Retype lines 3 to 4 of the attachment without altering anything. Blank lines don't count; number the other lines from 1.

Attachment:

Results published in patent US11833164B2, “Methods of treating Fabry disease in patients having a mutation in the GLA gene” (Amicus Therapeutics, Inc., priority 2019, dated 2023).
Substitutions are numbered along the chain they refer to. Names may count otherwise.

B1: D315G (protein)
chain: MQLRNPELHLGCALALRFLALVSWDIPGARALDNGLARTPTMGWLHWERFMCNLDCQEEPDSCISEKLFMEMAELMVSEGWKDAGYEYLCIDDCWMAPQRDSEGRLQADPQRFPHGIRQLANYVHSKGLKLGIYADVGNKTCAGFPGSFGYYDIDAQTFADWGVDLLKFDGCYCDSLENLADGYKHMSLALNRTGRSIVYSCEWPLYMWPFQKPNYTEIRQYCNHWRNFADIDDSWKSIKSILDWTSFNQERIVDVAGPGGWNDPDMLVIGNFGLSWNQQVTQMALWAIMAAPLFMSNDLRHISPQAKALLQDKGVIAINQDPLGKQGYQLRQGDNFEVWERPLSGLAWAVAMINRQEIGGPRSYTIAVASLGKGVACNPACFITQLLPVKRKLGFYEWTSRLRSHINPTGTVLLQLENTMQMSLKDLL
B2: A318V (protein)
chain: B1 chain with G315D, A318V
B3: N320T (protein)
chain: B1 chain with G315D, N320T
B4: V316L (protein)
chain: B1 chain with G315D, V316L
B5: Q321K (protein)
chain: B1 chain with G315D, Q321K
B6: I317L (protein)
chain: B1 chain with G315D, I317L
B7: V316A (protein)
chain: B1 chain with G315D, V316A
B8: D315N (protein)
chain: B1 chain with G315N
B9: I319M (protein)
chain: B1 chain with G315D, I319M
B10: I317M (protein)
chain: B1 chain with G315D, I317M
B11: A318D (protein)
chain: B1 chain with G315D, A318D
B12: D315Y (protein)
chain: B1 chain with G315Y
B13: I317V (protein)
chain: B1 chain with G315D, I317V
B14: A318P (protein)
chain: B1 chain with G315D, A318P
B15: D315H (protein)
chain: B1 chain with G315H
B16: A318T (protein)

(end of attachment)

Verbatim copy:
B1: D315G (protein)
chain: MQLRNPELHLGCALALRFLALVSWDIPGARALDNGLARTPTMGWLHWERFMCNLDCQEEPDSCISEKLFMEMAELMVSEGWKDAGYEYLCIDDCWMAPQRDSEGRLQADPQRFPHGIRQLANYVHSKGLKLGIYADVGNKTCAGFPGSFGYYDIDAQTFADWGVDLLKFDGCYCDSLENLADGYKHMSLALNRTGRSIVYSCEWPLYMWPFQKPNYTEIRQYCNHWRNFADIDDSWKSIKSILDWTSFNQERIVDVAGPGGWNDPDMLVIGNFGLSWNQQVTQMALWAIMAAPLFMSNDLRHISPQAKALLQDKGVIAINQDPLGKQGYQLRQGDNFEVWERPLSGLAWAVAMINRQEIGGPRSYTIAVASLGKGVACNPACFITQLLPVKRKLGFYEWTSRLRSHINPTGTVLLQLENTMQMSLKDLL